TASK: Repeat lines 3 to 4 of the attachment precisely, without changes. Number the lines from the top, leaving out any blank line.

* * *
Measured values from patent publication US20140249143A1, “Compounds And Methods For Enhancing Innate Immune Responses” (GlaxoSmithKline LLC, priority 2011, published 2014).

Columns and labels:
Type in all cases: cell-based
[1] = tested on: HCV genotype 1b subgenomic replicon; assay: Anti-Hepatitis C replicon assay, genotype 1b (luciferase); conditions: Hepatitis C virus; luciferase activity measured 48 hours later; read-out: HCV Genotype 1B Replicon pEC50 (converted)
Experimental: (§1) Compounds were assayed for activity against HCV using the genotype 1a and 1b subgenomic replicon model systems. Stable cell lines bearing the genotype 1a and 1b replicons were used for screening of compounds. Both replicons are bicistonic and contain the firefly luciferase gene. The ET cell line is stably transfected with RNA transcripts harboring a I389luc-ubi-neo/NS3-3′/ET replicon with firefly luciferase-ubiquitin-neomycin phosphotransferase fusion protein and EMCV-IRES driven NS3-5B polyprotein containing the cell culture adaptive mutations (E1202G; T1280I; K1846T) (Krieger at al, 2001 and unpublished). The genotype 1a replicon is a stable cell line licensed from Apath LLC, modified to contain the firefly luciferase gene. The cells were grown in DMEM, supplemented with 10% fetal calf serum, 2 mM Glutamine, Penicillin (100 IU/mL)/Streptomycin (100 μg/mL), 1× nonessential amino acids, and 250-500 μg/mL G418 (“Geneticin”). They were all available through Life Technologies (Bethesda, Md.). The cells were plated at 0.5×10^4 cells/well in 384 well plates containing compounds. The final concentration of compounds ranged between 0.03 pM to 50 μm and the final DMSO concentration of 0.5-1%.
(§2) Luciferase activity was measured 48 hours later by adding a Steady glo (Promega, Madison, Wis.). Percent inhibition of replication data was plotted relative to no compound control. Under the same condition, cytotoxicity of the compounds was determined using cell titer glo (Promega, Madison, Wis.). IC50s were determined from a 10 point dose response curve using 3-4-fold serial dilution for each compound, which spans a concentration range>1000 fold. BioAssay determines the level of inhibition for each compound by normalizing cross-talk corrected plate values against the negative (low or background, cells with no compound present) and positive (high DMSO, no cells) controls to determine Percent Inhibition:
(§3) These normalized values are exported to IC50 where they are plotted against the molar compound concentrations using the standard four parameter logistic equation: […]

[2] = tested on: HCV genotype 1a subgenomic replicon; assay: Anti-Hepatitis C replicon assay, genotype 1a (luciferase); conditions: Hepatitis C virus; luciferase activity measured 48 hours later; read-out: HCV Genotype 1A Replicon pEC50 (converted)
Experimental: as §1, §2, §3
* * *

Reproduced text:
Type in all cases: cell-based
[1] = tested on: HCV genotype 1b subgenomic replicon; assay: Anti-Hepatitis C replicon assay, genotype 1b (luciferase); conditions: Hepatitis C virus; luciferase activity measured 48 hours later; read-out: HCV Genotype 1B Replicon pEC50 (converted)